Going to Extremes: Are homicides among the elderly acts of mercy or malice?

They listened to the radio until there was nothing more to do. Philip went into the house and retrieved a container of Kraft vanilla pudding, which he’d mixed with all the drugs he could find in the house—Valium, Klonopin, Percocet, and so on. He opened the passenger-­side door and knelt beside Becky. He held a spoon, and she guided it to her mouth. When Becky had eaten all the pudding, he got back into the driver’s seat and swallowed a handful of pills. Philip asked her how the pudding tasted. “Like freedom,” she said. As they lost consciousness, the winter chill seeped into their clothes and skin.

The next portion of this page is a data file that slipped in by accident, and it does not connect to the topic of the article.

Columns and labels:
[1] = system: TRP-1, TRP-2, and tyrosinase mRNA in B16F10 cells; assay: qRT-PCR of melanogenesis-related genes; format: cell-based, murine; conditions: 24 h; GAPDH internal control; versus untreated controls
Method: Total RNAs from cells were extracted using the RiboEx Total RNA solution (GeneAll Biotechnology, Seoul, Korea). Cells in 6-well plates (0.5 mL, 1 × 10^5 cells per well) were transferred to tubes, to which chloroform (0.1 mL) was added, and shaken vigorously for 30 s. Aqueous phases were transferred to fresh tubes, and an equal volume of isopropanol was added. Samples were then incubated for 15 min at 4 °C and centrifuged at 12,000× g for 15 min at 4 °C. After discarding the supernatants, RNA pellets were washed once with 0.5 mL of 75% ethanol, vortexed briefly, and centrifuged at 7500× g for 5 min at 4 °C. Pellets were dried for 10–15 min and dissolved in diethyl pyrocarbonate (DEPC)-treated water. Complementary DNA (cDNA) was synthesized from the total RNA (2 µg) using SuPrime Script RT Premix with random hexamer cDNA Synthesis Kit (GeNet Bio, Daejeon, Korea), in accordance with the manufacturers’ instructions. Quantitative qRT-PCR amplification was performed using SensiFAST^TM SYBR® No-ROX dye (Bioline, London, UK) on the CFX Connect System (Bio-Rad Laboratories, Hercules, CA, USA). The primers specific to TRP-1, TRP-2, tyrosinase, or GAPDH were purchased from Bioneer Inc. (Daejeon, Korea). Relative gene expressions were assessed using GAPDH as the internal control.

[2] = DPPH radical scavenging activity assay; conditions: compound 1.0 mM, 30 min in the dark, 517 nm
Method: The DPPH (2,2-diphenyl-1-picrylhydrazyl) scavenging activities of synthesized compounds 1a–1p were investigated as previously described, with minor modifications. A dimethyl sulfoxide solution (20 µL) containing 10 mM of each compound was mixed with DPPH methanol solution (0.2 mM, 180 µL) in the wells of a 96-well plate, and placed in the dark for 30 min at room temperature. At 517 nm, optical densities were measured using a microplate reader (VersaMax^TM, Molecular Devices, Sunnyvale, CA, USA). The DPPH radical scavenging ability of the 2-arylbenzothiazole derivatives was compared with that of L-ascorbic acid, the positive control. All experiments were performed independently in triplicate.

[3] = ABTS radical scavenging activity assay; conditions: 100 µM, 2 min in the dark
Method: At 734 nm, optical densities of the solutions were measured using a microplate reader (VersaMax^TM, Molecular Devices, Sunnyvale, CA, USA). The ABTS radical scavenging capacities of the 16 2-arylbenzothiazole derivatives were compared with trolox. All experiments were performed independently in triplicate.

Over the last fourteen years, Becky had lost her voice, her hearing, her teeth, and her mobility after several strokes and bouts of cancer. Philip spent exhausting hours on the phone with insurance companies, trying to deal with the piles of hospital bills. They had finally found their way out.

When Becky didn’t return at her usual time, around 9:30, ManorCare asked the police for a “wellness check.” The officers arrived at the house at 1:15 am and pulled the couple from the car, cut off their clothes, injected them with Narcan, and performed CPR. An ambulance took them to the hospital. Philip was in a coma for three days.

– Harper’s Magazine

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